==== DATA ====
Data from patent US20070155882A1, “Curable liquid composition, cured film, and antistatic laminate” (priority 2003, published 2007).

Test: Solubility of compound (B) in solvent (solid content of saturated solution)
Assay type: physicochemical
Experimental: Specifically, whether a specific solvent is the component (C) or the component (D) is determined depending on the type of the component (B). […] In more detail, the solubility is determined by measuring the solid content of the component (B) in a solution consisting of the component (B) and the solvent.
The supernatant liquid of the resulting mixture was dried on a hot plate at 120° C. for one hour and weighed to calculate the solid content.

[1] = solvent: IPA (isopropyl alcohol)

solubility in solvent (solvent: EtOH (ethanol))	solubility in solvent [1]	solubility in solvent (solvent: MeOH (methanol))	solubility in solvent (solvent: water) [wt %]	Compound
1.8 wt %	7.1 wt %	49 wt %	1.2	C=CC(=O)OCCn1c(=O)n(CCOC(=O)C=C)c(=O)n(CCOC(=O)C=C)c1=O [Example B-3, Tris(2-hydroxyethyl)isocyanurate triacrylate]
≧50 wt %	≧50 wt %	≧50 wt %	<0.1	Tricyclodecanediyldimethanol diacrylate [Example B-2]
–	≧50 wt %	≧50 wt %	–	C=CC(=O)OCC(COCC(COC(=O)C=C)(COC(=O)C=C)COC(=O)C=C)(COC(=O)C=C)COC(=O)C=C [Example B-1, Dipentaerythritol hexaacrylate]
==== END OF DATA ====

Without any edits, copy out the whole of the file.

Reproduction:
Data from patent US20070155882A1, “Curable liquid composition, cured film, and antistatic laminate” (priority 2003, published 2007).

Test: Solubility of compound (B) in solvent (solid content of saturated solution)
Assay type: physicochemical
Experimental: Specifically, whether a specific solvent is the component (C) or the component (D) is determined depending on the type of the component (B). […] In more detail, the solubility is determined by measuring the solid content of the component (B) in a solution consisting of the component (B) and the solvent.
The supernatant liquid of the resulting mixture was dried on a hot plate at 120° C. for one hour and weighed to calculate the solid content.

[1] = solvent: IPA (isopropyl alcohol)

solubility in solvent (solvent: EtOH (ethanol))	solubility in solvent [1]	solubility in solvent (solvent: MeOH (methanol))	solubility in solvent (solvent: water) [wt %]	Compound
1.8 wt %	7.1 wt %	49 wt %	1.2	C=CC(=O)OCCn1c(=O)n(CCOC(=O)C=C)c(=O)n(CCOC(=O)C=C)c1=O [Example B-3, Tris(2-hydroxyethyl)isocyanurate triacrylate]
≧50 wt %	≧50 wt %	≧50 wt %	<0.1	Tricyclodecanediyldimethanol diacrylate [Example B-2]
–	≧50 wt %	≧50 wt %	–	C=CC(=O)OCC(COCC(COC(=O)C=C)(COC(=O)C=C)COC(=O)C=C)(COC(=O)C=C)COC(=O)C=C [Example B-1, Dipentaerythritol hexaacrylate]